Now is the time of year when we all want to find ways to keep as much money in our pockets as possible come April 15th. For Real Estate Agents, tax time comes with many of opportunities to save, but only if you know which deductions to take. With that in mind, here are some commonly missed tax deductions every agent should look for when they file this year:
1. Internet Advertising
Whether you’re advertising for a listing or to attract customers, any money that you spend on advertising is deductible, and many real estate agents forget to deduct online advertising.
When you’re placing online or paying an online service to help distribute your ads across the web, remember to get a receipt or invoice from the site. Most sites have some sort of “Order Confirmation” screen when you place an order or pay a bill, and if you print a copy of the page or save it as an image or PDF file, this counts as a receipt.
TIP: Create a folder called “Vendor Bills” on your computer or in your e-mail box create and use it to save all of your online purchase receipts. That way they will all be in one place and easily accessible when you need them.
2. Automotive Expenses – More Than Just Gas
Being a real estate agent is such a travel-heavy job, so most agents know to deduct their gas and mileage expenses. However, there are other expenses that are deductible. At the top of the list of commonly missed deductions are parking and tolls. If you have to park anywhere, be sure to get a receipt so you can write it off.
It is also a good idea to write down the related client’s name on the receipt so you know where the expense came from. The same goes for any tolls that need to be paid during business travel.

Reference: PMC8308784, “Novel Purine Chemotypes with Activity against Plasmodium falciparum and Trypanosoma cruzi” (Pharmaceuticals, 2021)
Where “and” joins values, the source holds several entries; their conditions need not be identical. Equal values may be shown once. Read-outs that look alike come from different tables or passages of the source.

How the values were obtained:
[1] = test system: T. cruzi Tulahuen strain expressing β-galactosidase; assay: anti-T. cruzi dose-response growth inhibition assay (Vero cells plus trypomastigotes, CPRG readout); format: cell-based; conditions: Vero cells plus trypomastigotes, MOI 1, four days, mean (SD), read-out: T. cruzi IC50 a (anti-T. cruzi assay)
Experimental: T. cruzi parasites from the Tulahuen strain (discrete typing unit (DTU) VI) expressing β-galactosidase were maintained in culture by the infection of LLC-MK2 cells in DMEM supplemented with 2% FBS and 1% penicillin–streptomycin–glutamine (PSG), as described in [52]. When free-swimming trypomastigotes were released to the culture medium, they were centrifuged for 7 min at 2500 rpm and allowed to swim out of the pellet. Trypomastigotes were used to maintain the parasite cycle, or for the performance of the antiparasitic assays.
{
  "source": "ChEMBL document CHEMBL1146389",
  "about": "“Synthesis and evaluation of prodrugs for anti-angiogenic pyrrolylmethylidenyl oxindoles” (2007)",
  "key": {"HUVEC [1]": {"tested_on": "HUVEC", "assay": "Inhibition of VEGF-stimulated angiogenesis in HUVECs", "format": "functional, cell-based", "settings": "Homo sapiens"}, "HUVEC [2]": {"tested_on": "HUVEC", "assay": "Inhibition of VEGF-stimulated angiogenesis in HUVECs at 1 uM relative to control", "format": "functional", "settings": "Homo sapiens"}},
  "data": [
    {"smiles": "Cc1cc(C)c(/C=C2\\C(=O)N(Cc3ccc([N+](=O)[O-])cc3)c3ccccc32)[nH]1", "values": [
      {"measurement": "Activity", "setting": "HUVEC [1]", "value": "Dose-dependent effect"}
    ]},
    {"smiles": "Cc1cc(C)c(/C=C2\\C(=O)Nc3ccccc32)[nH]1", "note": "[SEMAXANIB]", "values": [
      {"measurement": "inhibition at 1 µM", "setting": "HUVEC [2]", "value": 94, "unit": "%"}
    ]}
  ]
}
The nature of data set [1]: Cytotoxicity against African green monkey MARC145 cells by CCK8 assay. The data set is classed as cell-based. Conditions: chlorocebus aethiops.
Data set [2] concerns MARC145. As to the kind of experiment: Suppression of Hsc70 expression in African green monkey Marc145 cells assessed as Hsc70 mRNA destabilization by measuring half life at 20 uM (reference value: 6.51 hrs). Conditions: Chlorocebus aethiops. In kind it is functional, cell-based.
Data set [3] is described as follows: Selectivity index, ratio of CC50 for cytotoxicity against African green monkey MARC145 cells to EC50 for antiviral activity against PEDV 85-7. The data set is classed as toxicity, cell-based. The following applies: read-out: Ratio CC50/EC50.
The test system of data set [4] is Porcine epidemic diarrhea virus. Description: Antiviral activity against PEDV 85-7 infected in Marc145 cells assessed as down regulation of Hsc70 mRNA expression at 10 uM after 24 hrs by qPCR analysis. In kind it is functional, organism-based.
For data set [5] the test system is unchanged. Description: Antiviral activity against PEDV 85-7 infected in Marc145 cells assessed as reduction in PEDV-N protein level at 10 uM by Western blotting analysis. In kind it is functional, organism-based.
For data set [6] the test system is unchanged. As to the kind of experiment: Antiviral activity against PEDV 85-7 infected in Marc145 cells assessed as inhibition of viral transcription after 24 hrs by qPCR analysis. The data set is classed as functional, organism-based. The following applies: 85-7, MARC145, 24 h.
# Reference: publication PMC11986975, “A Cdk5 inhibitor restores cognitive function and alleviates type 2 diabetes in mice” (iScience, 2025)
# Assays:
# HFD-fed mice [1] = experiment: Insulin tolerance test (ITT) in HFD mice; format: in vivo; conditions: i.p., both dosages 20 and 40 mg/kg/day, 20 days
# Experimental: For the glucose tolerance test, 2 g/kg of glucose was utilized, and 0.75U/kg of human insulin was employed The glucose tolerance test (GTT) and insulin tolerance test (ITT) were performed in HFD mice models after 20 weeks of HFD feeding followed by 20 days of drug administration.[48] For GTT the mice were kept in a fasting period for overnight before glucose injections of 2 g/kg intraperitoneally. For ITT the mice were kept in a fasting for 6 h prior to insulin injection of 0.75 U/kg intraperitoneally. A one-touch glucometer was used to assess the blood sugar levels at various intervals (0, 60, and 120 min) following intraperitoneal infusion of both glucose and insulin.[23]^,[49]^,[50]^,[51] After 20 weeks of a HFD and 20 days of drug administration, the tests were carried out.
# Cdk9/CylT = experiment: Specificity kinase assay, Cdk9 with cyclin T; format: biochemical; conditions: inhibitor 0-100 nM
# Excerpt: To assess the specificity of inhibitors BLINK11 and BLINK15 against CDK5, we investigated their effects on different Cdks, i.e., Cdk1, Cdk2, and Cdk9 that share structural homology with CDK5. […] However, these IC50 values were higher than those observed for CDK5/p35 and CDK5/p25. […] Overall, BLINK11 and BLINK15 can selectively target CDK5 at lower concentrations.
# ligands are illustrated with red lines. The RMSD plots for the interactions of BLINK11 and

TIP: Keep a travel log so you can record mileage and expenses that you incur during work based travel time.
3. Write-offs for Treating Your Clients Well
Taking care of clients is more than just a gift at the end of a transaction. And while gifts are deductible, so are other expenses you incur to make your clients happy, including business meals and any forms of entertainment used to “treat” the client. If you take a client to dinner, a show or sporting event, the cost is deductible so long as the expense is not considered lavish or extravagant. You also have to talk business at the meeting, you can’t just take a client out to a meal and talk about the game last night.
Meals and entertainment can be either 50% or 100% deductible, depending on the type of event. For more information, you can read up on the IRS rules for deducting meals and other expenses.
TIP: Have backup documentation such as receipts or invoices to ensure that the IRS will allow the deduction. The best possible documentation includes:
- Expense amount
- Reason for the Expense
- Date and time of the expense
- Names of the people you were with and your business relationship to them
- A receipt or invoice
4. Office Supplies
Business expenses are deductible, so just about anything in an office is fair game. Computers, electronics, and office supplies are the big ones, but there are more. For example, newspaper and magazine subscriptions are deductible if they are for your business.
Another deduction that most real estate agents miss is the postage deduction. Considering how many real estate agents still use mass and other mailings, this deduction can really add up, especially the occasional trips to the post office where you pay by cash. Be sure to document how much you spend so you can write it off at the end of the year!
TIP: Get in the habit of taking a picture of your receipts with your camera phone. You can then email them to yourself or use Expensify, a great free app for your smart phone that will turn your photos into expense reports in a few clicks.
If you have a home office, then you’re paying utility bills, and they can add up. Don’t worry though, utilities are deductible! So few people remember to claim their utility bills on their taxes! Make sure to keep track of your utility bills including electricity, water, and sewer expenses. For more home office deductions, check out the IRS Publication 587.